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Dec 07, 2011 | Harper Scott Clark

Salado Community Posada a Success Despite Rain

Joseph and Mary knock at the home of Dr. Doug Willingham

Neither rain nor mud nor damp and chill of night curbed the enthusiasm of some 200 teens and their parents who took to Main Street Saturday, December 3, to celebrate the community’s second annual posada.


The participants were members of Saint Joseph’s Episcopal Chapel Youth Group and Spanish language students from Belton High School and Salado High School.


The festival was staged during Salado’s annual Christmas Stroll where tourists and locals walk Main Street to see the lights and decorations.


Posada, a Spanish tradition that dates back 400 years in Mexico, celebrates the journey of Joseph and Mary to Bethlehem where along the way they ask for lodging and a place to rest.


On a one-mile route that ended at Saint Joseph’s Chapel, the procession made two stops to ask for lodging.  The couple beseeched Dr. Doug Willingham to put them up for the night.


“There’s simply no room,” Willingham replied.


A stop at the Chamber of Commerce produced the same answer. At Saint Joseph’s Chapel, the Rev. Bob Bliss told the couple that with so many tourists in town for the Christmas Stroll there was no room. But then Bliss came up with an idea. He led them to a stable at the back of the property with fresh, dry hay to make a bed for the couple and the Christ child who would soon be born.


Musical accompaniment included Pedro Quirino, Chester Porter and Hershall Seals on guitar, a brass ensemble and an antique Swiss Army truck carrying speakers and amplifiers. The students sang the para pedir posada (searching for lodging) in a call and response chorus.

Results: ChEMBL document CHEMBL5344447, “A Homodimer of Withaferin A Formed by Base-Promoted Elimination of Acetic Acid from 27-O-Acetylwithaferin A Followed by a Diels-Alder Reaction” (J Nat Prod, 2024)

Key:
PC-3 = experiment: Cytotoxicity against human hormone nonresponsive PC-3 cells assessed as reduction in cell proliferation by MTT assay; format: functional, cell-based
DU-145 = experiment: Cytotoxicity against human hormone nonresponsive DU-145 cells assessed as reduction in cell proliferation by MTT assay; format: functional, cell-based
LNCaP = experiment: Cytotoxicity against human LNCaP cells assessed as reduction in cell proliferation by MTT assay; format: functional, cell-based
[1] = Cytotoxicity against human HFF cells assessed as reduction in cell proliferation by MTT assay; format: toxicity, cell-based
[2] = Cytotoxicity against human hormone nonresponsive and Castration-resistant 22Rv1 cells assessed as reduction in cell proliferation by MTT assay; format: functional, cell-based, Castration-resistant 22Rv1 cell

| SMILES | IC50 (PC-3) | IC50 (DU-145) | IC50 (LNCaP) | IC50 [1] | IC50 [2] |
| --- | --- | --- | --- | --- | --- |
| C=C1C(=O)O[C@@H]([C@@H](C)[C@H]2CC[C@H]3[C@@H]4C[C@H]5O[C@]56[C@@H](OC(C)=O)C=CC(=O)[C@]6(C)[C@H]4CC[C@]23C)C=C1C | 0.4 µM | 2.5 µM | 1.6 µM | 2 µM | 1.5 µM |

Barbara Yanyez-Smith, a Spanish language teacher who is one of the event organizers, gave a loose translation. She said the first chorus asks for a place to rest. “Let me in, my wife is Maria, she is the Queen of Heaven.”


“The second chorus responds, ‘Well, if she is the Queen of Heaven why is she out in the middle of the night wandering about?’”


At the final destination there is unison of both choruses, Yanez-Smith said.


Entren santos peregrinos – come on in, we had not recognized you – we now see you are Joseph and this is your wife Maria.”


Bliss said the tradition conveys the concept that Jesus needs to be protected; Jesus needs to be seen and announced.


Afterwards participants gathered in the church courtyard to be served tamales, empanadas, hot chocolate with cinnamon and fruit punch. Small children batted a piñata for the candy inside.


Tyler Fletcher, an organizer with Yanez-Smith, said the Salado community posada is meant to impart the religious significance of the season to Salado’s Christmas Stroll – a mostly commercial event.